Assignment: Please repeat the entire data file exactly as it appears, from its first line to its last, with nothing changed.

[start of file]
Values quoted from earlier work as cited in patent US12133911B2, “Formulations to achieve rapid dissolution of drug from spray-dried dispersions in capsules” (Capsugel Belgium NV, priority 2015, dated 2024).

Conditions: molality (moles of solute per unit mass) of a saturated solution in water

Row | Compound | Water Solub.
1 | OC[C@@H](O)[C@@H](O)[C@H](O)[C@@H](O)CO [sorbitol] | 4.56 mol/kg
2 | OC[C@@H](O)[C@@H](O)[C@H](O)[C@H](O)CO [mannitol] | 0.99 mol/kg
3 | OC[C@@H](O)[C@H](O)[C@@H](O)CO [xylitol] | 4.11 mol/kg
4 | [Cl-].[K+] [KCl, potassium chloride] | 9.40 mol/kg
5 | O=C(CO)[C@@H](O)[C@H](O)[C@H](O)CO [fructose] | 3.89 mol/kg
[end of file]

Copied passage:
Values quoted from earlier work as cited in patent US12133911B2, “Formulations to achieve rapid dissolution of drug from spray-dried dispersions in capsules” (Capsugel Belgium NV, priority 2015, dated 2024).

Conditions: molality (moles of solute per unit mass) of a saturated solution in water

Row | Compound | Water Solub.
1 | OC[C@@H](O)[C@@H](O)[C@H](O)[C@@H](O)CO [sorbitol] | 4.56 mol/kg
2 | OC[C@@H](O)[C@@H](O)[C@H](O)[C@H](O)CO [mannitol] | 0.99 mol/kg
3 | OC[C@@H](O)[C@H](O)[C@@H](O)CO [xylitol] | 4.11 mol/kg
4 | [Cl-].[K+] [KCl, potassium chloride] | 9.40 mol/kg
5 | O=C(CO)[C@@H](O)[C@H](O)[C@H](O)CO [fructose] | 3.89 mol/kg